Hans does his best to distract the soldiers. He screams to the children to run as fast as they can, while he is being beaten. Benjamin gets a homemade bomb out of his rucksack, which he throws on the road to create chaos, which it does for a while, giving them time to run across a smoke-filled field. But soon the air has cleared and the soldiers start shooting at the children. Maja takes a hit in the thigh and runs the risk of bleeding to death. Together Benjamin and Hilde drag her between them while running. The soldiers do not pursue them, since one of the soldiers had qualms about shooting at children. Somehow Maja is conscious enough at times, to guide them in the right direction and eventually they run in to her farmer neighbour Persson and her mum, who are out looking for them. The children have by then concocted up a story, that they must stick to. They were playing too close to the border, not knowing how close they were, and the border guards shot at them.

Hilde shows up some days later with Ben, to tell the group about weird things going on at Mrs. Kvarnswärd’s. Hilde’s mum is now cleaning for the rich woman and there are strange meetings in the evenings, when Hilde’s mum is told to leave early. One evening when she had to go back for her forgotten handbag, she heard shocking things which were bad for Sweden. But that is all Hilde knows. Days go by, and Maja’s dad gets home for a couple of days of compassionate leave. When he has left, a white-faced Hilde shows up and asks Maja if she can manage a walk to Mrs. Kvarnswärd’s. The latter has demanded that Hilde come and when Maja asks why, Hilde answers that Mrs. Kvarnswärd suspects that Hilde has stolen something from her.

Hilde explains all to Maja on the way there. She had listened in to a conversation her mum had with her lover, across the border. Hilde’s mum is supposed to clean the old lady’s house except for one room. The study. But when Mrs. Kvarnswärd was away one day, Hilde’s mum saw the door to the study open and all the dust on the floors, so she felt that a sweep in there would do no harm. While sweeping the floor, she noticed a drawer in the desk open and saw a box in there with the text “The Death Registry” written on it. Her lover told her to do nothing about it, over the phone. But Hilde accompanied her mum the next time, to the house, and snuck in to the study and stole the box, in order for Sweden not to get in to trouble. But when she left the room with her big rucksack, she was observed by the housekeeper Birgit.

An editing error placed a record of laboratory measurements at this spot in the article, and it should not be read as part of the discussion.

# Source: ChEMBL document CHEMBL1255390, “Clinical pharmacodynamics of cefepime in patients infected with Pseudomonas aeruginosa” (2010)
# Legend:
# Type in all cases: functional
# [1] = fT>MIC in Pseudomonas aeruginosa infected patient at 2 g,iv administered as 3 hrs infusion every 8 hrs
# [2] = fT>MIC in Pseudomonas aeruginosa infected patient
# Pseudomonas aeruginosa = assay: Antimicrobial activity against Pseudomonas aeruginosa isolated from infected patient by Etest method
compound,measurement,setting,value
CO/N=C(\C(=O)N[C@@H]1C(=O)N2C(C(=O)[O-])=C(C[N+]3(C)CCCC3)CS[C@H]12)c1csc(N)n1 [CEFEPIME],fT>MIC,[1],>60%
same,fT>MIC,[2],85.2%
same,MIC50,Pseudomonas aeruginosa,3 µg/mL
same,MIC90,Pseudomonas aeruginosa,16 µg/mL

The girls arrive at the house and notice the black car, from the night of their big adventure. They enter the house which seems empty, but soon Mrs. Kvarnswärd walks in accompanied by one of the men from that night, who turns out to be German. His name is Klaus. Mrs. Kvarnswärd does not believe Hilde’s lie about having gone in to the study, to try the typewriter and demands her box back. She also tells them to avoid that boy Benjamin “since he is of an inferior race and we don’t want that kind here.” The girls are shocked. Maja realises that Mrs. Kvarnswärd, who she always thought was such a nice old lady and grandmother-like, might indeed be a nazi spy. She is not nice at all but the calculating, cold woman her dad has always said that she is. Hilde is sent for the box, while Maja is held as a hostage. Hilde signals to Maja, as she is leaving, that she will go to Benjamin.

While they wait for the box, Mrs. Kvarnswärd and Klaus drinks and converse in German, but Klaus does take the time to laugh at Maja, being in pain from the gunshot wound. Maja is appalled by the entire thing. Then a lorry arrives and men jump out from it. Mrs. Kvarnswärd and Klaus go out to argue with the people and that is when Hilde sneaks in and tells Maja to come, that they must get out the back way while the resistance fighters from Norway, keep the others sidetracked. Greta has her own contacts and she was the one who got them there so quickly. Maja and Hilde head for Greta’s cottage, where they find not only Greta and Benjamin, but also Maja’s mum. Greta has been able to get the box open and she walks out with it so they can look at what is inside. The box is full of cards and each card holds a name and all the information about that person, as well as  recommendations for the Germans to have the person killed. It is indeed a death registry which was supposed to have been handed to the Germans, had they invaded Sweden, so that they could easily find undesirables and eliminate them in the German camps. Most of the names in the box belonging to Jews. Poor Benjamin finds his own card in the box and realises that Mrs. Kvarnswärd wanted him dead too. They close the box and Greta later hands the box to the Norwegian resistance fighters.